Assistant Secretary for Health Admiral Brett P. Giroir, MD, sounded an alarm at a recent webinar cohosted by the USC Schaeffer Center and the Institute for Addiction Science: the COVID-19 pandemic is adversely affecting efforts to control substance abuse. He reported that overdose alerts increased 191% nationwide in the first four months of 2020 compared to the same period in 2019.
“All of our previous progress” in combating substance use disorders “is coming undone,” he said.
Giroir spoke from his Washington office during the July 23 webinar – entitled “The Intersection of Two Pandemics: Addiction and COVID-19.” Schaeffer Center Senior Fellow Rosalie Liccardo Pacula joined the discussion, which was moderated by Adam Leventhal, director of the USC Institute for Addiction Science.
The panel focused on the causes of the pre-pandemic rise in substance use disorder and why policy responses to COVID-19 (requests to physically isolate, shut down of businesses, and reduced physical access to healthcare) might cause those suffering from addiction to fare even worse.
Giroir oversees many of the nation’s key public health offices and programs, including the Office of the U.S. Surgeon General and Office of Health Promotion and Disease Prevention. Synthetic drugs such as fentanyl are by far the leading cause of overdoses, but prescription opioids are still a problem, he said. Overprescribing, already an issue, could accelerate under COVID-19 if reducing trips to a pharmacy becomes a priority.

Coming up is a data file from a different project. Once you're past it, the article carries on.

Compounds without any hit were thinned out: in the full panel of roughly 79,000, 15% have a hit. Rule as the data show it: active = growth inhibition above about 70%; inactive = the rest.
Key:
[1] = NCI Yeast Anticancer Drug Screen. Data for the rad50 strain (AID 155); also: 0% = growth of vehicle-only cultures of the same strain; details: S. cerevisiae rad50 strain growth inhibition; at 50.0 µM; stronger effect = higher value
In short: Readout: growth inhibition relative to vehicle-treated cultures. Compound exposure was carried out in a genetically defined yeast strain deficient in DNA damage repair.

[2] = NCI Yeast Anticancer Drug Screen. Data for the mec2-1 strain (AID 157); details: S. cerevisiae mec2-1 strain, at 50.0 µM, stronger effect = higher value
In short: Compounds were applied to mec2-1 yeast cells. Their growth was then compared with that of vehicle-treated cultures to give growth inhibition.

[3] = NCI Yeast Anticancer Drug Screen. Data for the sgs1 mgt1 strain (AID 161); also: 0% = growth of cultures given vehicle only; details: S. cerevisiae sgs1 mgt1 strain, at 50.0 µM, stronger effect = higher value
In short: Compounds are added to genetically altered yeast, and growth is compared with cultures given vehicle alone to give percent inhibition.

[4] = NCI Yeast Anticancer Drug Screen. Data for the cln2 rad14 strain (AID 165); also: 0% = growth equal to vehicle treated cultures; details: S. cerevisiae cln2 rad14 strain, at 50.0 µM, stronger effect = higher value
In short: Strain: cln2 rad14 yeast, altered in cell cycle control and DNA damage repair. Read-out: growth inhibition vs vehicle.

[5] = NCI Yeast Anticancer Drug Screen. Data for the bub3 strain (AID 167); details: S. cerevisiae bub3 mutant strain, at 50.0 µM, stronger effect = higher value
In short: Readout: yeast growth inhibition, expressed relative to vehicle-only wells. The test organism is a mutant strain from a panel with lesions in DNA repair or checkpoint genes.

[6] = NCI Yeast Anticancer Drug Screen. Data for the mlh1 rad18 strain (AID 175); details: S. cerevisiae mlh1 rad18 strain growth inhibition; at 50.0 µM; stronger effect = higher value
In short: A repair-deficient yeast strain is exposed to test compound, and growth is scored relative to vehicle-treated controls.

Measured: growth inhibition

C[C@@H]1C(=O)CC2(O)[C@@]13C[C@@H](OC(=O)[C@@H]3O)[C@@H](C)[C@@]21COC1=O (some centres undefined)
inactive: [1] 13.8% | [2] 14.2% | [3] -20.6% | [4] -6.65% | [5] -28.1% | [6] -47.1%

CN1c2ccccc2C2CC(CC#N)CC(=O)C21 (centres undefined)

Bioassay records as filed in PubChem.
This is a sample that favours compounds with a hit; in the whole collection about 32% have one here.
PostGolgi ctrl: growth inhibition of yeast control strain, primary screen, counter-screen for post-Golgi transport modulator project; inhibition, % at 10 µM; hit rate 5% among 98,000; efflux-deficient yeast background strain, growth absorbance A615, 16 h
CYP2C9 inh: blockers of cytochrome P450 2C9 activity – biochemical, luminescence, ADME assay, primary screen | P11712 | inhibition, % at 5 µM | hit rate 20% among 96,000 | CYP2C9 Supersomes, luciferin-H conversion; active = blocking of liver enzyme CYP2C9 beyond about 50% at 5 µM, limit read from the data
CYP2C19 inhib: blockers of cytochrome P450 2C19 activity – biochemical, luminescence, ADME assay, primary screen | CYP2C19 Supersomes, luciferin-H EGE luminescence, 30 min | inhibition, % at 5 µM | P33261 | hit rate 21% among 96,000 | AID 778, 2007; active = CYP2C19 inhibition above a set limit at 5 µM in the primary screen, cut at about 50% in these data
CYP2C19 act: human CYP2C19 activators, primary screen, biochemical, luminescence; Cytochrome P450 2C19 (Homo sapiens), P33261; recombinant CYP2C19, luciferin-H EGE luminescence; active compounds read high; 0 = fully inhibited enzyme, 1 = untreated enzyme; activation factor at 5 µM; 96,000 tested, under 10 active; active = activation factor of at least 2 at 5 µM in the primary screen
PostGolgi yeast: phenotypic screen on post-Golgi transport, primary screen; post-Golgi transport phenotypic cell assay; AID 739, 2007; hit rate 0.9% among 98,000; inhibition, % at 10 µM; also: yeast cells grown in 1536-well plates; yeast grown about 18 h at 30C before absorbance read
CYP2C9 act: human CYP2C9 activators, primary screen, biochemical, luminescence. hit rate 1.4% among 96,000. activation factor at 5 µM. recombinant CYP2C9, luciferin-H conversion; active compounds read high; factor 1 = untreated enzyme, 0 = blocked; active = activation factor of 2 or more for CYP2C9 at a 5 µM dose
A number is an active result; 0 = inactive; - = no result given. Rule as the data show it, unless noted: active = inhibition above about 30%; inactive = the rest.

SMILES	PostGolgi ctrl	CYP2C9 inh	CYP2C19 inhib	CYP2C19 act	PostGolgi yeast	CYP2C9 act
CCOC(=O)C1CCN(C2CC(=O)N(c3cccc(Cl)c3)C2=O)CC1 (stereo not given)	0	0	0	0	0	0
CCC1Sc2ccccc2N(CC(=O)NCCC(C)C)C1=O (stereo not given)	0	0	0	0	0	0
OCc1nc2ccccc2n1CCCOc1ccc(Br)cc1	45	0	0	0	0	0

Pacula highlighted issues surrounding access to substance use disorder treatment, and supportive services that keep people in recovery, which have been destabilized by requirements to physically distance and the shutting down of businesses. “Feelings of isolation and despair, coupled with lost employment and lost health insurance due to lost employment, are major concerns for those struggling with addiction, including those in recovery,” she said. A top priority for the federal government should be addressing growing uninsurance, which will get worse with higher rates of unemployment.
“We have to think of new ways to deliver services and help,” she said. Pacula holds the Elizabeth Garrett Chair in Health Policy, Economics & Law at the USC Price School of Public Policy.
Giroir said that the pandemic has exacerbated the challenges facing the 47.6 million Americans with a mental or behavioral disorder and the 20.3 million Americans with a substance abuse disorder. In particular, there are new obstacles for obtaining treatment was well as increasing stressors, including unemployment, isolation, illness and death. He added that COVID-19 disproportionately affects vulnerable populations who are at higher risk of substance abuse.
Leventhal agreed that minorities – who make up a sizeable proportion of essential workers on the front lines of the pandemic – are facing significant challenges, noting that “disparities are emerging in COVID-19 deaths.”
They also discussed the recent changes by Medicaid and Medicare to make access to telehealth more readily available, which potentially opens the door for providers outside a patients’ geographic area. At the same time, that requires good access to teleconferencing capability which leaves out many disadvantaged communities.
Overall, the intersection of the pandemic and addiction is “a set of interlocking crises,” Leventhal said. And policymakers and stakeholders need to take action now.